us committing the reliefe of my discomfortable company the planters in Virginia , to the merciful help of the Almighty, whom I most humbly beseech to helpe & comfort them, according to his most holy wil & their good desire, I take my leave: from my house at Newtowne in Kylmore the 4 of February, 1593.Your most welwishing friend, JOHN WHITE. The fift voyage of M. John White into the West Indies and parts of America called Virginia , in the yeere 1590.THE 20 of March the three shippes the Hopewell , the John Evangelist, and the Little John, put to Sea from Plymmouth with two small Shallops. The 25 at midnight both our Shallops were sunke being towed at the ships stearnes by the Boatswaines negligence. On the 30 we saw a head us that part of the coast of Barbary, lying East of Cape Cantyn, and the Bay of Asaphi. The next day we came to the Ile of Mogador, where rode, at our passing by, a Pinnesse of London called the Mooneshine. Aprill
Flanders (Belgium) (search for this): narrative 668
s in the same, by the very hand of God as it seemed, stretched out to take us from thence; considering also, that his second offer, though most honourable of his part, yet of ours not to be taken, insomuch as there was no possibility for her with any safety to be brought into the harbour: seeing furthermore, our hope for supply with Sir Richard Greenvill, so undoubtedly promised us before Easter, not yet come, neither then likely to come this yeere, considering the doings in England for Flanders , and also for America , that therefore I would resolve my selfe with my company to goe into England in that fleet, and accordingly to make request to the Generall in all our names, that he would be pleased to give us present passage with him. Which request of ours by my selfe delivered unto him, hee most readily assented unto: and so he sending immediatly his pinnesses unto our Island for the fetching away of a few that there were left with our baggage, the weather was so boisterous, & th
Roch (United Kingdom) (search for this): narrative 668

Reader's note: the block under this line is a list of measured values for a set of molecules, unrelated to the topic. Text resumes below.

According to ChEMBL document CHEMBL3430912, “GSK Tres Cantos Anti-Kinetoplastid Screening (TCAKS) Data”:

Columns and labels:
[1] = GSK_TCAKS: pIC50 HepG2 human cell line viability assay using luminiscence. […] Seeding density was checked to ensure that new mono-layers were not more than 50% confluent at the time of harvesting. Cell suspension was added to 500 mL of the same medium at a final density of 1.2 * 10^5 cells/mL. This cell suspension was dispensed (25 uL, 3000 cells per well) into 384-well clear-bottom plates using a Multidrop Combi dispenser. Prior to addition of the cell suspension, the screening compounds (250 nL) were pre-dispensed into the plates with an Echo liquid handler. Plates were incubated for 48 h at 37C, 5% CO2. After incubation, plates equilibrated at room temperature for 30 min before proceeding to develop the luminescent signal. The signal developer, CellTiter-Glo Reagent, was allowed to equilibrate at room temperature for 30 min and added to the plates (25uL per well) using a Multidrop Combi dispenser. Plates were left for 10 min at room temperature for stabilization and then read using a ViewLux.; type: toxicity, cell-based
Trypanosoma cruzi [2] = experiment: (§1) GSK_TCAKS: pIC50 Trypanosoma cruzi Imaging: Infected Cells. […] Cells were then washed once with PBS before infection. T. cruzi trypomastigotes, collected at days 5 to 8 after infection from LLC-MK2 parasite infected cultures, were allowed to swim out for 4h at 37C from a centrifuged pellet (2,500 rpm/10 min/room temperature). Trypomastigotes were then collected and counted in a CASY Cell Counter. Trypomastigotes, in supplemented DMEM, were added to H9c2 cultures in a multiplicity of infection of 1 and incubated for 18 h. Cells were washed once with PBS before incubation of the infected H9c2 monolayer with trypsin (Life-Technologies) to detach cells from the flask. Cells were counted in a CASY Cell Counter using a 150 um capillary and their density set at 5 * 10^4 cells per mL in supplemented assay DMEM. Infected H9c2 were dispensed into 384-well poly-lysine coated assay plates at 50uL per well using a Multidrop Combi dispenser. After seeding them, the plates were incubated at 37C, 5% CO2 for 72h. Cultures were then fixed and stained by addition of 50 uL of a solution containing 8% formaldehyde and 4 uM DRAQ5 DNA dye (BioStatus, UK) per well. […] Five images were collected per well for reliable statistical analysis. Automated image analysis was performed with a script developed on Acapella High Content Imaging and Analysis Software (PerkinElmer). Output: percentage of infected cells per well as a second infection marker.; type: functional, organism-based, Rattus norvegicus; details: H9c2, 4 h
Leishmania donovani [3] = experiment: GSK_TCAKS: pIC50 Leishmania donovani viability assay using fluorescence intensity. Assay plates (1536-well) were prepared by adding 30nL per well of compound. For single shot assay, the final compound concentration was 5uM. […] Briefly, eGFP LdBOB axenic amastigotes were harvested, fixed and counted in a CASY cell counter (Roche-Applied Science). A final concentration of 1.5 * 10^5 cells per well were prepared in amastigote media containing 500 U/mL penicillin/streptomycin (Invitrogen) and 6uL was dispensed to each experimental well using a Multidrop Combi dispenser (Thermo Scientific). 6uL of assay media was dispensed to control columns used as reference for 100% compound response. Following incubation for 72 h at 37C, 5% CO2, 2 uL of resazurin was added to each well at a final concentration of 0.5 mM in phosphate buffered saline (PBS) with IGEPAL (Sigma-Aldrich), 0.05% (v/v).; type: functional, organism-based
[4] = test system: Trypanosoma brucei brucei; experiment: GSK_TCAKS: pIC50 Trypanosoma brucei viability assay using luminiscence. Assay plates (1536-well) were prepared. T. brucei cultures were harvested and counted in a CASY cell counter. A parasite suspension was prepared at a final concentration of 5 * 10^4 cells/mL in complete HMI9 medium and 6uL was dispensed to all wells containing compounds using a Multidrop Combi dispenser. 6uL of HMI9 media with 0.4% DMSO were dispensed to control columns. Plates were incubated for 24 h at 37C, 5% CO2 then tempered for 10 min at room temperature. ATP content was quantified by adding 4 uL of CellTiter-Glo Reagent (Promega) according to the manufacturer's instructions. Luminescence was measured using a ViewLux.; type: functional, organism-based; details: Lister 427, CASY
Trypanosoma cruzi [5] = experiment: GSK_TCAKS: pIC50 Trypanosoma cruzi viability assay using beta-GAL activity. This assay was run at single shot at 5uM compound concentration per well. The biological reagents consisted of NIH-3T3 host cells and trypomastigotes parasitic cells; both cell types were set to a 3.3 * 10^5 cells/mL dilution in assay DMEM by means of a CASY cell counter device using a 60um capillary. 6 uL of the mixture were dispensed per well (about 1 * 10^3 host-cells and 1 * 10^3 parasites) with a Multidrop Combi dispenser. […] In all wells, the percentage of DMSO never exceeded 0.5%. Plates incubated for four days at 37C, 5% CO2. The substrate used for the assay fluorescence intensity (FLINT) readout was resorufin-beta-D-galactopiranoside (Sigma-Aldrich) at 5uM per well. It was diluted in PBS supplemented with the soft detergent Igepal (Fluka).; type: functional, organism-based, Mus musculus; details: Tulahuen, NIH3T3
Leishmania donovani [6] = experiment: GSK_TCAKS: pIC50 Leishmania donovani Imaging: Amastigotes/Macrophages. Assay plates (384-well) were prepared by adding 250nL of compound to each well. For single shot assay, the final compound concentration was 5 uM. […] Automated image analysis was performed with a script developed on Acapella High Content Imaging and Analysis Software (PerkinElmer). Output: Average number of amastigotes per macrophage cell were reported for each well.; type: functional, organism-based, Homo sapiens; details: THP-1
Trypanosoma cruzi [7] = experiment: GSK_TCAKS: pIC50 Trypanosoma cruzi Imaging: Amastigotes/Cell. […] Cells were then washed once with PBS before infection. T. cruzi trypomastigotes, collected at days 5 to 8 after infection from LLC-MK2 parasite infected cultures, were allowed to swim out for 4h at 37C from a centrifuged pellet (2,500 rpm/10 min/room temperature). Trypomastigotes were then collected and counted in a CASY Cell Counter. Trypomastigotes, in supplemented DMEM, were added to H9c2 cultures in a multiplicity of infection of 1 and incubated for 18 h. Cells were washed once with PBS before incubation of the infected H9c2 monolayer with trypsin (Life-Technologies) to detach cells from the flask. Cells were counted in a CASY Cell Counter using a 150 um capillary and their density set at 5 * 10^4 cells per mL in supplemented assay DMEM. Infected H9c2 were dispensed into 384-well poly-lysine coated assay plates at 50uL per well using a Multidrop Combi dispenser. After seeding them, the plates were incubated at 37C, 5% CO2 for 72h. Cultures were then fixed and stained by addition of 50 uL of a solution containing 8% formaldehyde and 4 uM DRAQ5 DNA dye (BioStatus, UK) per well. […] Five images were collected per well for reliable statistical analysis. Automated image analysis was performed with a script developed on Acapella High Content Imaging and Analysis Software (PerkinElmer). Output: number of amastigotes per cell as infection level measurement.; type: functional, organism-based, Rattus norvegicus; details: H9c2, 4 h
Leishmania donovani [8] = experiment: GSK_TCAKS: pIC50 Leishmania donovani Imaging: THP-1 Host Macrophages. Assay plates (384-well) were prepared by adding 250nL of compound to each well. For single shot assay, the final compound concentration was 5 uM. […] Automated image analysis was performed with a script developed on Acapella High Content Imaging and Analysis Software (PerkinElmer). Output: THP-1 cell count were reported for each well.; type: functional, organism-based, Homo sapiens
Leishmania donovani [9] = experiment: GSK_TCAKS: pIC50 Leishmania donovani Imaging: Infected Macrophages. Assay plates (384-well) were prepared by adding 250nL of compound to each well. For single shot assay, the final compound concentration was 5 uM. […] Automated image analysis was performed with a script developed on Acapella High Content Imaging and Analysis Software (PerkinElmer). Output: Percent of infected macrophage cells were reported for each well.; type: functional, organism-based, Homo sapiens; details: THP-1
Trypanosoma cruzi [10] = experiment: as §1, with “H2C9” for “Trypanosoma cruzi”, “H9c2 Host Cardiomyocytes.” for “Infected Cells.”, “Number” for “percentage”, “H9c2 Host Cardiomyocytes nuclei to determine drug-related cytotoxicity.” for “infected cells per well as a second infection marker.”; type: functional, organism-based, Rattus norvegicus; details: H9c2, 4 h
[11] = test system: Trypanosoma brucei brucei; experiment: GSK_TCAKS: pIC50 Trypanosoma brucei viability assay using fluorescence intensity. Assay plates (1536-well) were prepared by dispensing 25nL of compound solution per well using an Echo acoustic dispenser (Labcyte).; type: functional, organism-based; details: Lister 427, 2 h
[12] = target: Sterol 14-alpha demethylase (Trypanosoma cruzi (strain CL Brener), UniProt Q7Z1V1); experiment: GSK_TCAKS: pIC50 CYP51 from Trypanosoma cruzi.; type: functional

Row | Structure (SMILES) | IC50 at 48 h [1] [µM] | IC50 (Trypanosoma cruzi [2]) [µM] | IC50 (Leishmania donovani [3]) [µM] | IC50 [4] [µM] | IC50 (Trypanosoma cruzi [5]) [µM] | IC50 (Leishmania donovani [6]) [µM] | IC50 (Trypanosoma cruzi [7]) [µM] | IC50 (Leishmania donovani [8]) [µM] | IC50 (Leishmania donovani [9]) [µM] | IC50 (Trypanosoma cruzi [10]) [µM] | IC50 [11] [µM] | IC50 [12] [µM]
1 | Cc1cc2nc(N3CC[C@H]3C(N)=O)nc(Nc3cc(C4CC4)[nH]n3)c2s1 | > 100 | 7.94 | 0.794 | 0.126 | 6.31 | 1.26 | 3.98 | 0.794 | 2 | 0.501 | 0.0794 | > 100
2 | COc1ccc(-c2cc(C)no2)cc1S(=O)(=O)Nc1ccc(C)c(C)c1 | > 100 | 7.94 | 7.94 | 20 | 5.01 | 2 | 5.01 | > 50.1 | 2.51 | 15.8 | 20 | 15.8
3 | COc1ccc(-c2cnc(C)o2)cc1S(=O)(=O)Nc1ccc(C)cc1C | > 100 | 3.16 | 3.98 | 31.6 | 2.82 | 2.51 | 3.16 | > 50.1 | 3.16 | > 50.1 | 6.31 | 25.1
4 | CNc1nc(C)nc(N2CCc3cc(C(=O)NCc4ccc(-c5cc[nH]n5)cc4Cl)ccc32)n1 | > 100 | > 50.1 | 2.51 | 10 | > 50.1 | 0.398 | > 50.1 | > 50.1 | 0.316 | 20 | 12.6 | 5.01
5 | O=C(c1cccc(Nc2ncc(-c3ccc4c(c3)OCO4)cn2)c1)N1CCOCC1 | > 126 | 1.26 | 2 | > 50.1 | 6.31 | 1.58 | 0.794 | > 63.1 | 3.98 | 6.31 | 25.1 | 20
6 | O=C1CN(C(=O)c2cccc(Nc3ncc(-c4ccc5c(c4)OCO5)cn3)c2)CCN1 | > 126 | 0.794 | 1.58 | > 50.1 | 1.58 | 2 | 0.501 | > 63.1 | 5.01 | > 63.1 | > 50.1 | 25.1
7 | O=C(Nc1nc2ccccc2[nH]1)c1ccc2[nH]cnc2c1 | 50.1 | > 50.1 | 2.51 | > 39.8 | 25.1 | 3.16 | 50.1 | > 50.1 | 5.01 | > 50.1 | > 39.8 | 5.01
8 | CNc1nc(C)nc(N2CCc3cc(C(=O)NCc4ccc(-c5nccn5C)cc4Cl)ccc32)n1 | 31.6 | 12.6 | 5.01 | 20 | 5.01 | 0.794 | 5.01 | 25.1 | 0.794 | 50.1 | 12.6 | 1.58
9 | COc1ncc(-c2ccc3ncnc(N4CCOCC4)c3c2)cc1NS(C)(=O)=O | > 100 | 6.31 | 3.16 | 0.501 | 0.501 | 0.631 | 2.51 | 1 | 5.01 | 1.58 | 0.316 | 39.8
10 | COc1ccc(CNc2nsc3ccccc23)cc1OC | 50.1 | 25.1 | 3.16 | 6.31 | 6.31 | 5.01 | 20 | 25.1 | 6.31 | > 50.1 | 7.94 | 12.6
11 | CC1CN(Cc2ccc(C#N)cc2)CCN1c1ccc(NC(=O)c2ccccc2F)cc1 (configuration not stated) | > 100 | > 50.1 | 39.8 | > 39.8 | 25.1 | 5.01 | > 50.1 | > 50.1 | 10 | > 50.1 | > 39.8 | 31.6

reason to the contrary, but that it will grow there excellent well, and by planting will be yeelded plentifully, seeing there is so much ground whereof some may well be applied to such purposes. What benefit heereof may grow in cordage and linnens who cannot easily understand? Allum. There is a veine of earth along the sea coast for the space of forty or fifty miles, whereof by the judgement of some that have made triall here in England , is made good Allum, of that kind which is called Roch allum. The richnesse of such a commodity is so well knowen, that I need not to say any thing thereof. The same earth doth also yeeld White coprasse, Nitrum, and Alumen plumeum, but nothing so plentifully as the common Allum, which be also of price, and profitable. Wapeih. A kind of earth so called by the naturall inhabitants, very like to Terra sigillata, and having bene refined, it hath bene found by some of our Physicians and Chyrurgians, to be of the same kind of vertue, and more effec
Jamaica (Jamaica) (search for this): narrative 668
nd of the Domingo fleete already taken by the John our consort, in the Indies. We learned also of this prize, that our Viceadmirall and Pinnesse had fought with the rest of the Domingo fleete, and had forced them with their Admirall to flee unto Jamaica under the Fort for succour, and some of them ran themselves aground, whereof one of them they brought away, and tooke out of some others so much as the time would permit. And further wee understood of them, that in their returne from Jamaica abJamaica about the Organes neere Cape Saint Anthony, our Viceadmirall mette with two Shippes of the mayne land, come from Mexico , bound for Havana , with whom he fought: in which fight our Viceadmirals Lieutenant was slaine, and the Captaines right arme strooken off, with foure other of his men slaine, and sixteene hurt. But in the ende he entred, and tooke one of the Spanish shippes, which was so sore shot by us under water, that before they could take out her treasure she sunke; so that we lost thirteen